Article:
One of Carlos's most beautiful attributes as a singer is his earthly form, his tenuous vices. Look at that final stretch of Oduddua, how you can tell that his ass is tight, his abdomen is close to his back, his eyes are closed and his carotid is smooth. Or in Opatereo, how his voice has a microscopic lag, as if the bus of time was going to go away, as if he were traveling hanging from it on linear skates and not sitting inside. He knows it, but he likes it that way, he prefers civilian, carnal. It does not happen in the same way, for example, with Ele, and much less with his teacher Lázaro Ros. Lazaro's is not a voice of this world, it does not belong to him or to himself. Ele's is from here, which unlike Carlos, she is more conservative in management, does not show the scar, takes less risks; it will have flaws, I suppose, but only she knows them. In any case, if a gangster puts a gun to my head and forces me to tell him which is the most beautiful Cuban male voice, between ignorance, nerves and a bad memory, only one or two will occur to me. names before Carlos Alfonso.
Lucía and Carlos did it well when orchestrating this plaque. Synthesis (at least this one, which is the one I like the most) is an organism that speaks through the choirs and Carlos's voice, is sustained by the skeleton of the batá, but breathes through the keyboards. After all, that's one of the main reasons that have placed Ancestros (Art Color, 1987) in the masterpiece category since it came out. All the tracks loosen at least one historic keyboard segment, the winner of oblivion; either as a riff (Eyeleo, Oduddua), as a jazz-theme (Baba, Mereguo), or simply as a vignette, as a watermark, as in the first 12 seconds of Opatereo, which in terms of functionality are in the The same place as the first bars of the famous Baba O'Riley, from The Who, although Synthesis is much richer, because it has that little shell behind it. Perhaps the least memorable passages of the instrument later are those of Titi-Laye and Asoyin. In the first case because it is very difficult to attend to something other than the voices, and in the other because their participation is more choral.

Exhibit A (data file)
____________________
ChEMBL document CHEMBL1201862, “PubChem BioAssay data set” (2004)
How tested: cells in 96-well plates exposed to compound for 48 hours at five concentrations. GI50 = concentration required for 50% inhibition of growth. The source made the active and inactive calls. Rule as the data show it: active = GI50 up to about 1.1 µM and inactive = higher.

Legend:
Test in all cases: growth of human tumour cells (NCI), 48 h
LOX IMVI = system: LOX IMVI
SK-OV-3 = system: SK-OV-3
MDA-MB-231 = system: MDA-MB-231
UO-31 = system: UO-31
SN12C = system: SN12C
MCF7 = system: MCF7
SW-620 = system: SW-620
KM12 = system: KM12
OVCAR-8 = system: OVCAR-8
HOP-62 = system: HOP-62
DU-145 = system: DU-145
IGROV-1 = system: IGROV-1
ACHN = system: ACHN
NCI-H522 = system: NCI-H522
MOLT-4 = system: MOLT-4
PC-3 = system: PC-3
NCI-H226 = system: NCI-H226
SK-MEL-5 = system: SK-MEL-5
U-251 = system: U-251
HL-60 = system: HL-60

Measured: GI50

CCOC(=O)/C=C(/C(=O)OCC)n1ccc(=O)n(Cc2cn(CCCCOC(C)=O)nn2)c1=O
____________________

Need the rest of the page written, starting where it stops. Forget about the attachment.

Se pasaron Lucía y Carlos al orquestar esta placa. Síntesis (al menos este, que es el que más me gusta) es un organismo que habla por los coros y la voz de Carlos, se sostiene en la osamenta del batá, pero respira por los teclados. Después de todo, esa es una de las principales razones que han colocado a Ancestros (Art Color, 1987) en la categoría de obra maestra desde que salió. Todos los tracks aflojan al menos un segmento de teclados histórico, vencedor de olvidos; ya sea a modo de riff (Eyeleo, Oduddua), de tema-jazz (Baba, Mereguo), o simplemente de viñeta, de marca de agua, como ocurre en los 12 primeros segundos de Opatereo, que en términos de funcionalidad están en el mismo sitio que los primeros compases de la célebre Baba O’Riley, de The Who, aunque lo de Síntesis es mucho más rico, porque tiene esa cascarita detrás. Tal vez los pasajes del instrumento menos recordables luego sean los de Titi-Laye and Asoyin. En el primer caso porque es muy difícil atender a otra cosa que no sean las voces, y en el otro porque su participación es más coral.
I am in fifth grade. The Music Education teacher teaches Singing to Ebioso. She is also the teacher of Mathematics and Natural Sciences. She has no face of having listened to Síntesis or of having never been to a bembé. It's on the show. I haven't done it either, neither. I learn the song. Lucia Huergo is alive. Almost 20 years later, Síntesis opens a concert with the same song. Lucia Huergo is dead. Carlos Alfonso, Ele Valdés, Fidel García and José Bustillo are alive. Between the Musical Education class and the concert, in thousands of houses in Cuba (and who knows where else) the Song has been sung. Many people who have done it have never heard Synthesis. In none of the houses is it sung or played as in the 1987 album Ancestros.
Carlos M. Mérida
Oidor. Coleccionista sin espacio. Leguleyo. Temeroso de las abejas y de los vientos huracanados.